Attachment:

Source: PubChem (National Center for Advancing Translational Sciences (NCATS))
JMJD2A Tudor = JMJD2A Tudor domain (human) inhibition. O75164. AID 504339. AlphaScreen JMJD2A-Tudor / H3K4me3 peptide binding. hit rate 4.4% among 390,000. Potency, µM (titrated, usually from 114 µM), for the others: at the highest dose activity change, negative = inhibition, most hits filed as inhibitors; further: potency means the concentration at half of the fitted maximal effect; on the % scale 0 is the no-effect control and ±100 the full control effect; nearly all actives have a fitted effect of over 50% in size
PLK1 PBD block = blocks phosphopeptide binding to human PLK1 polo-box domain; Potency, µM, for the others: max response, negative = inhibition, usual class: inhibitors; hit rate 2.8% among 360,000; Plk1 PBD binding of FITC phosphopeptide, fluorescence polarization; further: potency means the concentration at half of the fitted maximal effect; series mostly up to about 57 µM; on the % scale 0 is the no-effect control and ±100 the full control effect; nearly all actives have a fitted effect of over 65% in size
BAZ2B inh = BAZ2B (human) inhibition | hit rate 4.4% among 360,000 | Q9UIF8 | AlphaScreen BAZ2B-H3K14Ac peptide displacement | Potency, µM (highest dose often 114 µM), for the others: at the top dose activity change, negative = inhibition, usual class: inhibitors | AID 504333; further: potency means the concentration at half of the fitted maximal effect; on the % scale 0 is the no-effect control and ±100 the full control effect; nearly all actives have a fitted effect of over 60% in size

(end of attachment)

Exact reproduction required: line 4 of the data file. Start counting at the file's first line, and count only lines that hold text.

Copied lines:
BAZ2B inh = BAZ2B (human) inhibition | hit rate 4.4% among 360,000 | Q9UIF8 | AlphaScreen BAZ2B-H3K14Ac peptide displacement | Potency, µM (highest dose often 114 µM), for the others: at the top dose activity change, negative = inhibition, usual class: inhibitors | AID 504333; further: potency means the concentration at half of the fitted maximal effect; on the % scale 0 is the no-effect control and ±100 the full control effect; nearly all actives have a fitted effect of over 60% in size